NC falls short of goal to protect 1 million acres

Raleigh--In ten years, North Carolina has permanently protected more than 640,000 acres of parks, forests, farmlands, and such critical areas as Grandfather Mountain, Chimney Rock, and the banks of the Haw River.  Yet, according to a new Environment North Carolina Research & Policy Center study, the state fell well short of a goal set by legislators and former Gov. Jim Hunt to reach the million-acre mark by December 31, 2009.

“North Carolina has made progress in conserving our forests and farmlands,” said Elizabeth Ouzts, State Director of Environment North Carolina Research & Policy Center and co-author of the report.  “But we’ve got a long way to go to preserve our natural heritage.”

According to the report, Unfulfilled Promise: The Million Acre Initiative and the Need to Protect North Carolina’s Open Spaces, the latest figures available show that 643,209 acres have been protected under the Million Acre Initiative, less than two-thirds the amount originally pledged. 

In roughly the same time period, North Carolina lost more than one million acres of natural lands, more than any other state in the U.S.

Land conservation advocates argue that protecting and expanding parks and natural areas provide opportunities for Tar Heels to bike, hike, fish and swim at a time when many are looking for low-cost recreational activities. They point to the state’s $17-billion tourist economy, which the state Division of Tourism believes is driven first and foremost by the state’s scenery.  And they note that preserving natural areas is a critical means of protecting the state’s water supplies.

“If we cannot protect the water where it originates we've lost the battle for clean water downstream, where the need for recreation and drinking supply increases,” said Jay Leutze of the Southern Appalachians Highlands Conservancy.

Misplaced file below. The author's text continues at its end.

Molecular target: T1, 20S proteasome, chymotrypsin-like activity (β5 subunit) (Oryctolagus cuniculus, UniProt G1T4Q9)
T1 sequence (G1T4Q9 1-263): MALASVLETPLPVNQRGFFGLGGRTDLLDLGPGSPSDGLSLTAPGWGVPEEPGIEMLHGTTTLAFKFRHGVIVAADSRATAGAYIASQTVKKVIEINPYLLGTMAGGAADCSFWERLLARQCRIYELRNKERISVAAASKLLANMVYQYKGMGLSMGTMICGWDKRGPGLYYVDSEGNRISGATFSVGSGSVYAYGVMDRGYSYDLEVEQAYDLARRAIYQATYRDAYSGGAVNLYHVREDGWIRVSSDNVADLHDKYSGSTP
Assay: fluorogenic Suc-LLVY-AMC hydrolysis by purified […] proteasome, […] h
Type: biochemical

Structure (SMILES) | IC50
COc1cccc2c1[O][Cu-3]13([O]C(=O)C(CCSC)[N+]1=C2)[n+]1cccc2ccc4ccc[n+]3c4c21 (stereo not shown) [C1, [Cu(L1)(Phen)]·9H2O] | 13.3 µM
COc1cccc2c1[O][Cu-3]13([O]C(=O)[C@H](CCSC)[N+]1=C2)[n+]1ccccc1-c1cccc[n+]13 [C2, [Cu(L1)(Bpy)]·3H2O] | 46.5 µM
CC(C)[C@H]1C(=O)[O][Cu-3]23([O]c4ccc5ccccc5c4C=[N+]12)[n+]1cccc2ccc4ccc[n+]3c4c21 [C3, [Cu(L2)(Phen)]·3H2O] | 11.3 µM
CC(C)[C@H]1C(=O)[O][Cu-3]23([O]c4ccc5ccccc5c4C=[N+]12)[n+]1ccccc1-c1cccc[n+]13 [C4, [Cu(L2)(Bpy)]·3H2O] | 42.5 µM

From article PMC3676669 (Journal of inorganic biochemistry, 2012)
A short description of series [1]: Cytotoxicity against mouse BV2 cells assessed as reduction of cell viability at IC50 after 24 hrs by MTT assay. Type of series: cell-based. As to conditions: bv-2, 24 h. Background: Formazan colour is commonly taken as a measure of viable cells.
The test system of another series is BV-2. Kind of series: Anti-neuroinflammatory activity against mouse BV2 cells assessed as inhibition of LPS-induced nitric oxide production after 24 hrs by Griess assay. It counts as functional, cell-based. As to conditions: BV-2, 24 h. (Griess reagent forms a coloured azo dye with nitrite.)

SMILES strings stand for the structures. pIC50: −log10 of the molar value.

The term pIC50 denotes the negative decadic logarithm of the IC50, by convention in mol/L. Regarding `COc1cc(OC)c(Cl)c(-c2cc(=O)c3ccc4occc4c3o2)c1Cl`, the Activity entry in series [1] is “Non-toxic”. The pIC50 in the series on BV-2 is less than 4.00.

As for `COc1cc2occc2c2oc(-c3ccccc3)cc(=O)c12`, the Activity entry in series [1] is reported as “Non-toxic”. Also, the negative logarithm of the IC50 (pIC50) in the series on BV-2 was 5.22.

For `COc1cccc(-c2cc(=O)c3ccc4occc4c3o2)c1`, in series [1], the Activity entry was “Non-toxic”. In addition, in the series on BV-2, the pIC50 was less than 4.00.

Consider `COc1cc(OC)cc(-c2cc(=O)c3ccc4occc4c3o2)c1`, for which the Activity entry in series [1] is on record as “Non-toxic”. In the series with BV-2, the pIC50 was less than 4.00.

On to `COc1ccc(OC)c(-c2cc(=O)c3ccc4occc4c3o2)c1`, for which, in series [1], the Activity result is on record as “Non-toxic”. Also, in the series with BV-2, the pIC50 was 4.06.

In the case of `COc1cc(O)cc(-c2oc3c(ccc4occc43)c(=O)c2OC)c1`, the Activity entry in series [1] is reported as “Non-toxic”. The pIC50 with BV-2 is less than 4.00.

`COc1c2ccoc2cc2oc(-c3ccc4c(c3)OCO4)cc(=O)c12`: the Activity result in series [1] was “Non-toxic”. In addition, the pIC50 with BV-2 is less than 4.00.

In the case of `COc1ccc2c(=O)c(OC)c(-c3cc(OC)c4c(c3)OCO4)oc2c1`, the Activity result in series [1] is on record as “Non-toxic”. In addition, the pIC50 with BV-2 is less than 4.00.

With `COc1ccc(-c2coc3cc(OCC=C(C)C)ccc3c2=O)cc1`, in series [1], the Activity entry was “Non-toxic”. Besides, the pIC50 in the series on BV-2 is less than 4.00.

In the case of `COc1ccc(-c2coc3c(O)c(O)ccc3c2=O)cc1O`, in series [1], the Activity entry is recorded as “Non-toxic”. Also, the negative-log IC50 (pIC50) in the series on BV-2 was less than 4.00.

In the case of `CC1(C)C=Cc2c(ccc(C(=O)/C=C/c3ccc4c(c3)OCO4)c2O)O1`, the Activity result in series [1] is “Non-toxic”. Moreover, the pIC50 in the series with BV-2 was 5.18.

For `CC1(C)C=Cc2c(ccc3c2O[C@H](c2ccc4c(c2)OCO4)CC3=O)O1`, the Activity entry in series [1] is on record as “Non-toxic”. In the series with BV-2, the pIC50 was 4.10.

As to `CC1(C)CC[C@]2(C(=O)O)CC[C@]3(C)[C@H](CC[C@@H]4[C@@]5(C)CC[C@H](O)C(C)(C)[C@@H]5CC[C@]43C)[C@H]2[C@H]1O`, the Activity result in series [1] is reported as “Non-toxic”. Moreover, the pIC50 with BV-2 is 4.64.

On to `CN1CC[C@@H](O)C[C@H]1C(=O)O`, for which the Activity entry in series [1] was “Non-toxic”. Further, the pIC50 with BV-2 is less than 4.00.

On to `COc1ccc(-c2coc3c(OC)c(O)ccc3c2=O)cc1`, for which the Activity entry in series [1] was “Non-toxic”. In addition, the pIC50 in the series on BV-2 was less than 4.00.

The Million Acre Initiative fell short because of insufficient funding throughout its life--even in good economic times.  To achieve its goal, the state should have protected 100,000 acres each year on average.  Instead, North Carolina cleared the 100,000-acre mark in only one year, 2007.

The recession made matters worse.  The board of the Clean Water Management Trust Fund--the state’s largest land conservation program--awarded more than $65 million for open space protection in 2008, but most of that money was reallocated to other areas of the state budget.  Last year, the General Assembly put another $50 million into the Clean Water fund, but the state has released only a small fraction toward land acquisition so far.

The Million Acres Initiative helps to track and coordinate the efforts of private land trusts and those of existing federal, local, and state open-space protection programs.  Data for the report comes from the Million Acres Initiative’s annual report to the General Assembly.

The report makes several recommendations to address the protection shortfall.  Chief among them, Environment North Carolina Research & Policy Center urged the state to follow through as soon as possible on grant awards already committed by the boards of the state’s natural resource trust funds, allowing the expansion and creation of public natural areas to be completed during a time of diminished property values.

“The state should fulfill the promise of one million acres to ensure clean drinking water; opportunities for Tar Heels to fish, hike, and swim; and a strong tourist economy for generations to come,” said Ouzts.